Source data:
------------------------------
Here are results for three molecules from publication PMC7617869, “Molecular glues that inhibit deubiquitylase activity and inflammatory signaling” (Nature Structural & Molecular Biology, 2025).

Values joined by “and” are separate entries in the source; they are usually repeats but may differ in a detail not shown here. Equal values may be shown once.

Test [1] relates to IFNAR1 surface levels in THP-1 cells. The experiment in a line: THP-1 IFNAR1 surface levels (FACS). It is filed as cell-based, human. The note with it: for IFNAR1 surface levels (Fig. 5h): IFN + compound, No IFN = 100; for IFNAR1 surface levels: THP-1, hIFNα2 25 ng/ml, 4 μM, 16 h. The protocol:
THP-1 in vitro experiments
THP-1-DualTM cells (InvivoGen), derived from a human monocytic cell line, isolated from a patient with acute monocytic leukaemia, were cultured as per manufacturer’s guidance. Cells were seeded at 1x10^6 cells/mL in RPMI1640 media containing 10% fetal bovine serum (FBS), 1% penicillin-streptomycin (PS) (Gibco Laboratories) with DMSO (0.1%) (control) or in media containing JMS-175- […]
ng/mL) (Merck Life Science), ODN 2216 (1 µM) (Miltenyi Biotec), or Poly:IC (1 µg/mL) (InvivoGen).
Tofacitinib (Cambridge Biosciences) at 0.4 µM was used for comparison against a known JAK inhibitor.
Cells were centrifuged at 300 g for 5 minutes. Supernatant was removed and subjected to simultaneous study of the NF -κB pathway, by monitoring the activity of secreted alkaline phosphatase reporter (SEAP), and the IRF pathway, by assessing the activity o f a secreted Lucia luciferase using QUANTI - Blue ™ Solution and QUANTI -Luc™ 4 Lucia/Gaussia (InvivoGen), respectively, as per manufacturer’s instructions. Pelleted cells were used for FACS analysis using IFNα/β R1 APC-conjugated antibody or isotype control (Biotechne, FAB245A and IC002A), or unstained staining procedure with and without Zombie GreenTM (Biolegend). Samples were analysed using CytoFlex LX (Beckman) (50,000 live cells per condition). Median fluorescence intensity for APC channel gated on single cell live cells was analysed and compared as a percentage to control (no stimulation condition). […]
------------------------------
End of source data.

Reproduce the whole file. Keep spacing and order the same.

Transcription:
Here are results for three molecules from publication PMC7617869, “Molecular glues that inhibit deubiquitylase activity and inflammatory signaling” (Nature Structural & Molecular Biology, 2025).

Values joined by “and” are separate entries in the source; they are usually repeats but may differ in a detail not shown here. Equal values may be shown once.

Test [1] relates to IFNAR1 surface levels in THP-1 cells. The experiment in a line: THP-1 IFNAR1 surface levels (FACS). It is filed as cell-based, human. The note with it: for IFNAR1 surface levels (Fig. 5h): IFN + compound, No IFN = 100; for IFNAR1 surface levels: THP-1, hIFNα2 25 ng/ml, 4 μM, 16 h. The protocol:
THP-1 in vitro experiments
THP-1-DualTM cells (InvivoGen), derived from a human monocytic cell line, isolated from a patient with acute monocytic leukaemia, were cultured as per manufacturer’s guidance. Cells were seeded at 1x10^6 cells/mL in RPMI1640 media containing 10% fetal bovine serum (FBS), 1% penicillin-streptomycin (PS) (Gibco Laboratories) with DMSO (0.1%) (control) or in media containing JMS-175- […]
ng/mL) (Merck Life Science), ODN 2216 (1 µM) (Miltenyi Biotec), or Poly:IC (1 µg/mL) (InvivoGen).
Tofacitinib (Cambridge Biosciences) at 0.4 µM was used for comparison against a known JAK inhibitor.
Cells were centrifuged at 300 g for 5 minutes. Supernatant was removed and subjected to simultaneous study of the NF -κB pathway, by monitoring the activity of secreted alkaline phosphatase reporter (SEAP), and the IRF pathway, by assessing the activity o f a secreted Lucia luciferase using QUANTI - Blue ™ Solution and QUANTI -Luc™ 4 Lucia/Gaussia (InvivoGen), respectively, as per manufacturer’s instructions. Pelleted cells were used for FACS analysis using IFNα/β R1 APC-conjugated antibody or isotype control (Biotechne, FAB245A and IC002A), or unstained staining procedure with and without Zombie GreenTM (Biolegend). Samples were analysed using CytoFlex LX (Beckman) (50,000 live cells per condition). Median fluorescence intensity for APC channel gated on single cell live cells was analysed and compared as a percentage to control (no stimulation condition). […]